Sparse PseudoRandom Graphs Are Hamiltonian
 J. Graph Theory
, 2002
"... In this paper we study Hamilton cycles in sparse pseudorandom graphs. We prove that if the second largest absolute value λ of an eigenvalue of a dregular graph G on n vertices satisfies λ ≤ (log log n)² d / (1000 log n(log log log n)) and n is large enough, th ..."
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Cited by 29 (11 self)
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In this paper we study Hamilton cycles in sparse pseudorandom graphs. We prove that if the second largest absolute value &lambda; of an eigenvalue of a dregular graph G on n vertices satisfies &lambda; &le; (log log n)&sup2; d / (1000 log n(log log log n)) and n is large enough, then G is Hamiltonian.
Advances on the Hamiltonian problem  A survey
, 2002
"... This article is intended as a survey, updating earlier surveys in the area. For completeness of the presentation of both particular questions and the general area, it also contains material on closely related topics such as traceable, pancyclic and hamiltonianconnected graphs and digraphs. ..."
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Cited by 26 (0 self)
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This article is intended as a survey, updating earlier surveys in the area. For completeness of the presentation of both particular questions and the general area, it also contains material on closely related topics such as traceable, pancyclic and hamiltonianconnected graphs and digraphs.
Embedding large subgraphs into dense graphs
"... Abstract. What conditions ensure that a graph G contains some given spanning subgraph H? The most famous examples of results of this kind are probably Dirac’s theorem on Hamilton cycles and Tutte’s theorem on perfect matchings. Perfect matchings are generalized by perfect Fpackings, where instead o ..."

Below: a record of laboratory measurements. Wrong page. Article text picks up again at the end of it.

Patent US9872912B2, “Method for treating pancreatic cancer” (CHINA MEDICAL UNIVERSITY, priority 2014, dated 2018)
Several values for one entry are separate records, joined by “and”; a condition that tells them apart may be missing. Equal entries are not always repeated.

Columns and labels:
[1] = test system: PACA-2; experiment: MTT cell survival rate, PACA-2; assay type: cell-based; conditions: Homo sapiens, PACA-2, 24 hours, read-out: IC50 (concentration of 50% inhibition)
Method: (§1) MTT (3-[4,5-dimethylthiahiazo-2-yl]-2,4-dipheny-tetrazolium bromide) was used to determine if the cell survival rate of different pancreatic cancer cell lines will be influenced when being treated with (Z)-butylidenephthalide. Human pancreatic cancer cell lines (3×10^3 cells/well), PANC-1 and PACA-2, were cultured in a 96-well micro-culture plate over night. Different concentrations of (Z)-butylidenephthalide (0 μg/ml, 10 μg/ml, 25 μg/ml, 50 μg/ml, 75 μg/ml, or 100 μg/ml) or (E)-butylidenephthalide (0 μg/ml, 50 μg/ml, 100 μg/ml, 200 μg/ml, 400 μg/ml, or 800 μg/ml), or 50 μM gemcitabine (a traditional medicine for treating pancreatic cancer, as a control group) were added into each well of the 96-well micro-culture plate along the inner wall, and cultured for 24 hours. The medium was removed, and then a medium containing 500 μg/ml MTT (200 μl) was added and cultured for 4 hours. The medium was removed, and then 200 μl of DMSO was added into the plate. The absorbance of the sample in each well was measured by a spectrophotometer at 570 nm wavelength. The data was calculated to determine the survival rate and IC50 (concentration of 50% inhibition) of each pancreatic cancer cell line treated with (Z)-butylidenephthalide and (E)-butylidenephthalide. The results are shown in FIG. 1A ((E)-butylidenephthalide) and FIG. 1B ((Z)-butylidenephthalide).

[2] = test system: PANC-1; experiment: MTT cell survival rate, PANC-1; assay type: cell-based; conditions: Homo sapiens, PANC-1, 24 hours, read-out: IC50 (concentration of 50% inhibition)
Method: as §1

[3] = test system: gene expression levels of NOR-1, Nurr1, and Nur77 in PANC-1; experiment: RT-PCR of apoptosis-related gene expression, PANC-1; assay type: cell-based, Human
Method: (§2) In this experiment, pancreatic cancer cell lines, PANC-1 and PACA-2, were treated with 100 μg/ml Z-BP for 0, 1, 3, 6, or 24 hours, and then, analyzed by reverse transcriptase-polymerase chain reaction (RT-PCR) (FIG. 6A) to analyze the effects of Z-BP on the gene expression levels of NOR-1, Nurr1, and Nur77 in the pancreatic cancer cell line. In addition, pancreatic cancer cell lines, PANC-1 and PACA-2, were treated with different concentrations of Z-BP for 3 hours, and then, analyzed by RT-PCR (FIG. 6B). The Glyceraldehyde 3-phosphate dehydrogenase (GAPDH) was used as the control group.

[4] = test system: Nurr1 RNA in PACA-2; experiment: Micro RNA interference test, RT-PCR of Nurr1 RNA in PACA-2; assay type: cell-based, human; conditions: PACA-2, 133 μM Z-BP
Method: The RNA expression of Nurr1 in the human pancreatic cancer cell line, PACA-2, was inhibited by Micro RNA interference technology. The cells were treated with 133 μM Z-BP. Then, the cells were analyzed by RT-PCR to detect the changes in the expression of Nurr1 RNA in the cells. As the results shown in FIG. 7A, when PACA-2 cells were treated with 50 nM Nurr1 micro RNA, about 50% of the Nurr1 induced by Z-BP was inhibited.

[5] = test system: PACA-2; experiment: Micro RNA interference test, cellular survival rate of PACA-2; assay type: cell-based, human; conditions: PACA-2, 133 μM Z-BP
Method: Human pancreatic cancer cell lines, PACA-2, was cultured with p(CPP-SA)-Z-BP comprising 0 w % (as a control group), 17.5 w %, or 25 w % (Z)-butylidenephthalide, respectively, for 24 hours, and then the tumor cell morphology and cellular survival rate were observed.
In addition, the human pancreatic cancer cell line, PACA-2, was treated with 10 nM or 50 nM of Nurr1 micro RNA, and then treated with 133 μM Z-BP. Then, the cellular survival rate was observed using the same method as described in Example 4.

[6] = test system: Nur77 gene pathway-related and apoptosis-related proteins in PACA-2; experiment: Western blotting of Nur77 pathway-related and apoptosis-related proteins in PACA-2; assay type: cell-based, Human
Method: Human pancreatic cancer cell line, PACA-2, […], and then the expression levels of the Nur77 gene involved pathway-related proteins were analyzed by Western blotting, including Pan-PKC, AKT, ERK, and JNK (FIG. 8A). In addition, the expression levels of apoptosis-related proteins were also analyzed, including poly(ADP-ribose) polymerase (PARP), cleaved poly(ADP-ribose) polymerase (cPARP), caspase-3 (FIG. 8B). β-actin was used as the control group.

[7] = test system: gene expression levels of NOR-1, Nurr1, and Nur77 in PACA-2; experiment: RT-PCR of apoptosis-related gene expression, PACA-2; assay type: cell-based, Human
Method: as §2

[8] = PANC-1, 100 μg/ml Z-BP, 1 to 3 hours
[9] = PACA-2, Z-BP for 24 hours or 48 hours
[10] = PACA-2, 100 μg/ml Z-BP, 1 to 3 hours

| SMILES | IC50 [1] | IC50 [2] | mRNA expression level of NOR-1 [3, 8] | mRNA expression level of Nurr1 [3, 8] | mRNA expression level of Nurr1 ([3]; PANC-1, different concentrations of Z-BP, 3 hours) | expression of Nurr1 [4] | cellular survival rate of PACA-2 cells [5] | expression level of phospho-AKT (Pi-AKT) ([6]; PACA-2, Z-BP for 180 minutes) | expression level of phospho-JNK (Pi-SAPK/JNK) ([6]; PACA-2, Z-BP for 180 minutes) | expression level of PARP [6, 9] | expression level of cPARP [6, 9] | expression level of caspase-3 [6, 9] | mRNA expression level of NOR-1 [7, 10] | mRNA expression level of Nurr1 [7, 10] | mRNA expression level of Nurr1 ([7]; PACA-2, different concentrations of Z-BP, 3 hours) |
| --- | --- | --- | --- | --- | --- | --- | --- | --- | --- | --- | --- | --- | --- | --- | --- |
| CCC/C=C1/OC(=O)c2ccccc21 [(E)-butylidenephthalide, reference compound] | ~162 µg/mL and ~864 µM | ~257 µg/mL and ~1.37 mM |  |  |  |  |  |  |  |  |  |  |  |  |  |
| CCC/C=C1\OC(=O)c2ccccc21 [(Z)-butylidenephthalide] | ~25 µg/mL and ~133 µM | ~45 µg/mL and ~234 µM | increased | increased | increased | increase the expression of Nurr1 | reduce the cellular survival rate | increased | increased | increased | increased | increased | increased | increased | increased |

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Cited by 19 (11 self)
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Abstract. What conditions ensure that a graph G contains some given spanning subgraph H? The most famous examples of results of this kind are probably Dirac’s theorem on Hamilton cycles and Tutte’s theorem on perfect matchings. Perfect matchings are generalized by perfect Fpackings, where instead of covering all the vertices of G by disjoint edges, we want to cover G by disjoint copies of a (small) graph F. It is unlikely that there is a characterization of all graphs G which contain a perfect Fpacking, so as in the case of Dirac’s theorem it makes sense to study conditions on the minimum degree of G which guarantee a perfect Fpacking. The Regularity lemma of Szemerédi and the Blowup lemma of Komlós, Sárközy and Szemerédi have proved to be powerful tools in attacking such problems and quite recently, several longstanding problems and conjectures in the area have been solved using these. In this survey, we give an outline of recent progress (with our main emphasis on Fpackings, Hamiltonicity problems and tree embeddings) and describe some of the methods involved.
The Antipodal Layers Problem